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Founders Online: Home

Founders Online: Home

http://founders.archives.gov/

Related:  MEDIATHEQUEAmerican HistoryMOTEURS de RECHERCHE 1Early America & United States ConstitutionRegarding Rights & Constitution

History vs. Richard Nixon - Alex Gendler Special thanks to Stanley Kutler. There is plenty more to understand about Richard M. Nixon. Here is a link to the Nixon Library where you can find out about his childhood, family, and post-presidency. Still interested in who Richard Nixon really was and where he came from?

SEO Keyword Graph Visualization Use this free Java application to explore the connections between related websites. Try it now! Enter keywords or a URL, and click 'Graph it!' See Getting Started below for more details. Getting Started Archives.gov: America's Founding Fathers The Founding Fathers Delegates to the Constitutional Convention On February 21, 1787, the Continental Congress resolved that: ...it is expedient that on the second Monday in May next a Convention of delegates who shall have been appointed by the several States be held at Philladelphia for the sole and express purpose of revising the Articles of Confederation... The original states, except Rhode Island, collectively appointed 70 individuals to the Constitutional Convention, but a number did not accept or could not attend. Those who did not attend included Richard Henry Lee, Patrick Henry, Thomas Jefferson, John Adams, Samuel Adams and, John Hancock. In all, 55 delegates attended the Constitutional Convention sessions, but only 39 actually signed the Constitution.

Secret Money Floods Judicial Elections AP Photo/Wisconsin State Journal, M.P. King, Pool Members of the Wisconsin Supreme Court take their chairs before hearing a case at the state Capitol in Madison, Wisconsin. John Paul Stevens called it right. Dissenting in 2010 from the Supreme Court’s notorious Citizens United ruling to overturn limits on big spending in campaigns, the now-retired Supreme Court justice warned that the decision’s toxic implications would extend beyond ordinary political contests to the elections that fill powerful state supreme court seats. Discomfiting figures from the latest round of state judicial races bear out that grim forecast.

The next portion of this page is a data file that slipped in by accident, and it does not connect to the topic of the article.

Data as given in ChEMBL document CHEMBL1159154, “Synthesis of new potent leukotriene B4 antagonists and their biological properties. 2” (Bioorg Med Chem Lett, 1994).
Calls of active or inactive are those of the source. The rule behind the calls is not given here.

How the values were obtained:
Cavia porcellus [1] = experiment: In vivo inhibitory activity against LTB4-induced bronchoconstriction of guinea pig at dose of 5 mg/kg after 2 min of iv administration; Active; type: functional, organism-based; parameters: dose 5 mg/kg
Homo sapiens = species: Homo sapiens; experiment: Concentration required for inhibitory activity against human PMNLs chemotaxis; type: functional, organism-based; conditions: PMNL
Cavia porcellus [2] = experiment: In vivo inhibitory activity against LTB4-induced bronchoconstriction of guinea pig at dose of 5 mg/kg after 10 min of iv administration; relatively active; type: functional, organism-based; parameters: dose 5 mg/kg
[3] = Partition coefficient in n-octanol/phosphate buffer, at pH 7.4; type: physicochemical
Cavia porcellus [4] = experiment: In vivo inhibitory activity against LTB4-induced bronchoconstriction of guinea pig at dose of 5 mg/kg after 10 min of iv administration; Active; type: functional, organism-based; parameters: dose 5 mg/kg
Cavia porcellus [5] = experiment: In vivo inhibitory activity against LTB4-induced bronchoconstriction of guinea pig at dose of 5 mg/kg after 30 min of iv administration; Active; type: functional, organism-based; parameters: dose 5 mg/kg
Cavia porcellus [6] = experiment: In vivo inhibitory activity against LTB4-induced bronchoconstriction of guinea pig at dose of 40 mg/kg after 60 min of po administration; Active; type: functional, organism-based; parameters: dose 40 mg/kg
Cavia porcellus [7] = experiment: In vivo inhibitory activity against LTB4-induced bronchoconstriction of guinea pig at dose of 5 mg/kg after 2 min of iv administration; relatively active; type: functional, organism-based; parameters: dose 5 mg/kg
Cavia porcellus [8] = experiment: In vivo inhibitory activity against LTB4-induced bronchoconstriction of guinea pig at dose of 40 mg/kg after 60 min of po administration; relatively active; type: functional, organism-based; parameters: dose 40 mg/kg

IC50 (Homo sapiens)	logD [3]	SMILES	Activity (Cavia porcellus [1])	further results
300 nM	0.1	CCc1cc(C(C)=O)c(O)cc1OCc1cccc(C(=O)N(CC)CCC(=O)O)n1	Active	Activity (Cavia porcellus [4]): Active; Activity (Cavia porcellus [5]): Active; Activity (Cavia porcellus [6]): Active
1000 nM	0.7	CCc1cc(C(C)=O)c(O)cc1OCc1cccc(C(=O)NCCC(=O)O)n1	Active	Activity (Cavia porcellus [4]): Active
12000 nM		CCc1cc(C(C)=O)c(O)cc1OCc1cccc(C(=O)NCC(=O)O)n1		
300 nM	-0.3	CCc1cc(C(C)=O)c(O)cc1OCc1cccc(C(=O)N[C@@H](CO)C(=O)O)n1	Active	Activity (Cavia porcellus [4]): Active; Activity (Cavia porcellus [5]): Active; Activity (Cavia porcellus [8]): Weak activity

Women's History Month: Six Lesson Plan Resources for Teachers March is Women's History Month, and International Women's Day, March 8th, is also a part of the celebration each year. For educators and students, the month provides a wonderful opportunity to explore and dig deeper into women's contributions, struggles, and triumphs throughout history. A great place to start is the National Women's History project, where students can explore this year's theme, "Working to Form a More Perfect Union: Honoring Women in Public Service and Government." Notes of the Secret Debates of the Federal Convention of 1787 Notes of the Secret Debates of the Federal Convention of 1787, Taken by the Late Hon Robert Yates, Chief Justice of the State of New York, and One of the Delegates from That State to the Said Convention Notes of the Secret Debates of the Federal Convention of 1787, Taken by the Late Hon Robert Yates, Chief Justice of the State of New York, and One of the Delegates from That State to the Said Convention. (1) Robert Yates Convention met pursuant to adjournment.

New Analysis: 2016 Judicial Elections See Secret Money and Heightened Outside Spending Politicized and High-Dollar Races Threaten Fair and Impartial Courts In an election season that has seen an unprecedented blockade of President Obama’s Supreme Court nominee, Merrick Garland, it’s easy to overlook troubling developments for judicial selection at the state court level, where 95 percent of all cases are heard. In total, 39 states hold elections to choose all or some of their judges. This November, 27 states will hold elections for seats on their highest courts.

John Marshall, Marbury v. Madison, and Judicial Review—How the Court Became Supreme Activity 1. What does Article III say? This case is all about the power of the Supreme Court as outlined in the Constitution in relationship to the other two branches. So what does the Constitution say is the job of the Supreme Court?

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